On this day in 1907, Maria Montessori opened her first school in Rome, called the Casa dei Bambini, or ‘Children’s House’. Based on an educational system promoting and emphasising independence, freedom within limits, and respect for a child’s natural psychological development, the Montessori approach has been adopted widely over the past century. It is currently practiced in approximately 20 thousand schools worldwide.

While the Montessori principles have been applied for children from birth to the age of 18, the most popular age group for this approach is the 3-6 year old category. This age, when children are at their most naturally inquisitive, and the world is one great place of wonder, learning and exploration, is particularly suited to the Montessori philosophy. Learning is not differentiated from playing, as this is an age where we very much learn through play.

Learning and playing - all part of the voyage of discovery according to Maria Montessori.(© All Rights Reserved)
Learning and playing – all part of the voyage of discovery according to Maria Montessori.
(© All Rights Reserved)

According to the American Montessori Society (AMS), the teaching approach holds numerous benefits. Quoting the AMS website, “Given the freedom and support to question, to probe deeply, and to make connections, Montessori students become confident, enthusiastic, self-directed learners. They are able to think critically, work collaboratively, and act boldly—a skill set for the 21st century.”

Thinking about it, I wish more people retained this probing, enthusiastic and inquisitive mindset further into their adult lives, instead of becoming closed-minded and stuck in their ways as soon as they enter adult life.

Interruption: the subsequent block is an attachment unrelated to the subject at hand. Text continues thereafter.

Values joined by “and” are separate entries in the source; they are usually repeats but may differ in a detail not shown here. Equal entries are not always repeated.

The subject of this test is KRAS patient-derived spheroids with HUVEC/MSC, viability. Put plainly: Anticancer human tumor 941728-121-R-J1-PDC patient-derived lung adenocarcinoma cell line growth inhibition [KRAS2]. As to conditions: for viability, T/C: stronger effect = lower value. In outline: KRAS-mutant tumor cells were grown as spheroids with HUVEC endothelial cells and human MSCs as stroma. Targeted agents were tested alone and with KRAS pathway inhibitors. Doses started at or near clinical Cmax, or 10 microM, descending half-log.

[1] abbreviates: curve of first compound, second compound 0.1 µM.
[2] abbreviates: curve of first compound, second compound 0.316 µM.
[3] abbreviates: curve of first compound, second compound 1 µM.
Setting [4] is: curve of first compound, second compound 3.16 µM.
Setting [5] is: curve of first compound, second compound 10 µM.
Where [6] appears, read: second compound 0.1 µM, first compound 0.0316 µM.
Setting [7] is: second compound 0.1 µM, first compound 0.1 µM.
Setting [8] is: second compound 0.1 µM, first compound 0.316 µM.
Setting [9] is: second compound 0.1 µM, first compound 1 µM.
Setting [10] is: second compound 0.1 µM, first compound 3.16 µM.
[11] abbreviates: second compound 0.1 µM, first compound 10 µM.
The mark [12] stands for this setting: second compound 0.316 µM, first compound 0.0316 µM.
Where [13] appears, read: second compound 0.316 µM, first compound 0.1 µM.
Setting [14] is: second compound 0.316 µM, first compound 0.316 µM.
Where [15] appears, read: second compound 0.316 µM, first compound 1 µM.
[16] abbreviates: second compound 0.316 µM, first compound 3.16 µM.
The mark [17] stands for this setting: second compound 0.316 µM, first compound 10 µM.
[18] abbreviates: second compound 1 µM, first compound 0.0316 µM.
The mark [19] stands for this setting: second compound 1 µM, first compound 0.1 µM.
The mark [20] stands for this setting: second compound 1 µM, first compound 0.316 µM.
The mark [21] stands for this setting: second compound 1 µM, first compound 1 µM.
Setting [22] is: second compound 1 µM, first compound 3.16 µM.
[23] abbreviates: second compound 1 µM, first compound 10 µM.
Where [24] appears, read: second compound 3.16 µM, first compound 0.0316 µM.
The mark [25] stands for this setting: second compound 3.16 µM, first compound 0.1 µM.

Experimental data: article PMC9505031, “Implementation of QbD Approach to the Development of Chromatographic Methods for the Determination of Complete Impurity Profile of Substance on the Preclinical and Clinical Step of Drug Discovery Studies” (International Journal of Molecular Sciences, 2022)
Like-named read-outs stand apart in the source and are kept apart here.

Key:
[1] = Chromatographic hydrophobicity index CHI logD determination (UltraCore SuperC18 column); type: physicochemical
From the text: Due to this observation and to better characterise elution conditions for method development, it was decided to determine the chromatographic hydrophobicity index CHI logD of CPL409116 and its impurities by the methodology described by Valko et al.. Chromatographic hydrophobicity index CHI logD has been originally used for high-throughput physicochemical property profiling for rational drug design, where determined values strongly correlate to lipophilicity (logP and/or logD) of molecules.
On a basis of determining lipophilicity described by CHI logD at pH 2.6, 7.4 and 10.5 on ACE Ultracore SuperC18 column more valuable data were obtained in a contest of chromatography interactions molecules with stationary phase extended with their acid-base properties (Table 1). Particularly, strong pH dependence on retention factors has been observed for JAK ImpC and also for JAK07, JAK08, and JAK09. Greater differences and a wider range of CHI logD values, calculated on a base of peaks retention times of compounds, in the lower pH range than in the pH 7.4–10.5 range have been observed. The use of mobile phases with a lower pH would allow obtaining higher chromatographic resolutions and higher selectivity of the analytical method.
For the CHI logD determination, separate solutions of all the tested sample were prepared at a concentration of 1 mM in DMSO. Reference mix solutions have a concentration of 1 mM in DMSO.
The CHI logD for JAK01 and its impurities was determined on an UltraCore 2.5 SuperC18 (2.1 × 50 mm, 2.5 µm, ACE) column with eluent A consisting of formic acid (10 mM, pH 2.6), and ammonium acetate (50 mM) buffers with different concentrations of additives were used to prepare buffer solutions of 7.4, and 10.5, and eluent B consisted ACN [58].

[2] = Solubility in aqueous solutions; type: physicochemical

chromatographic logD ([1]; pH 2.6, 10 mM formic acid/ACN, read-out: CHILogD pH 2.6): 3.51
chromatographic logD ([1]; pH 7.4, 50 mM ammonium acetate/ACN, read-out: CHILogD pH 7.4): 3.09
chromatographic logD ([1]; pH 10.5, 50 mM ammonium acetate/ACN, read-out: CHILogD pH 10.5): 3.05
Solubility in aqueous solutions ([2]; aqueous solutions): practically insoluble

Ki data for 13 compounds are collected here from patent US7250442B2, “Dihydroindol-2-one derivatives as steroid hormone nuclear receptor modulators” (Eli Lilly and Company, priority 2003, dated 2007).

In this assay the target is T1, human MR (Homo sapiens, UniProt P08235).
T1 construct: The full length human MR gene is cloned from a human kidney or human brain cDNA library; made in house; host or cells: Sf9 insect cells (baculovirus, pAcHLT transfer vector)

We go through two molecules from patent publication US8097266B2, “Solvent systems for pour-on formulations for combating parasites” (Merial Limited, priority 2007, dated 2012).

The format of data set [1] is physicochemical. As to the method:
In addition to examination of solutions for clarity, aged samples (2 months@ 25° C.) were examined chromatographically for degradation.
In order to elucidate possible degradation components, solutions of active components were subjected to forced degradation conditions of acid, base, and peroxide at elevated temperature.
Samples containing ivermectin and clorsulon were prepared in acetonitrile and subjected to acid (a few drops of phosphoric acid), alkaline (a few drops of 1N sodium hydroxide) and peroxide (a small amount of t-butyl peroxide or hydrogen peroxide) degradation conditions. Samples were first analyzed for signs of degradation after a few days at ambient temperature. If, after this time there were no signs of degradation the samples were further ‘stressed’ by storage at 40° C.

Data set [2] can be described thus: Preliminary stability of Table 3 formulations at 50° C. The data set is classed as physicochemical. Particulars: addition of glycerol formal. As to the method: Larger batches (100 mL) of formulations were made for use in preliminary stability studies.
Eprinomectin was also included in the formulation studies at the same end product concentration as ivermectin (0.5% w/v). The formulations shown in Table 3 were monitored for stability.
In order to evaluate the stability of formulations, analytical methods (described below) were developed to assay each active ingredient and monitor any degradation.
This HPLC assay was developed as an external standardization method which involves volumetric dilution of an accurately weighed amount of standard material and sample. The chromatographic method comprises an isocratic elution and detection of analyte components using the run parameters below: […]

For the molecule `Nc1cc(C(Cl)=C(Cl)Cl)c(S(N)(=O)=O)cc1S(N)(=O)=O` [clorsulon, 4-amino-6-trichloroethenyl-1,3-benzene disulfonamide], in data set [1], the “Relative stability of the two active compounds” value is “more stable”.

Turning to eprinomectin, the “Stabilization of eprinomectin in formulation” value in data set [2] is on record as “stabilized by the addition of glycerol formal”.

Maria Montessori firmly believed that responsible education was the basis for peace, saying “Preventing conflicts is the work of politics; establishing peace is the work of education” (1963). For her contribution to education and peaceful development, she has received no less than 6 nominations for the Nobel Peace Prize.

1 Comment

  1. “…students become confident, enthusiastic, self-directed learners”. Many teachers don’t give this opportunity to their students. I see a lot more of “here it is”, “do it this way”, and “why are you doing it that way?”. Students learn differently and can sometimes be their own best teachers. Allowing students to progress through problems on their own and with their peers has shown an increased ability to students to make connections in my classroom and other classrooms where the teachers take this approach.

    Students who have grasped concepts (7th grade math in my case) using different approaches than I present in class can use these ideas to help their peers with their confusions.

    Great thoughts!

    Build Your Dream,

    Mr Matt Pieroni (Purr-Row-Knee)

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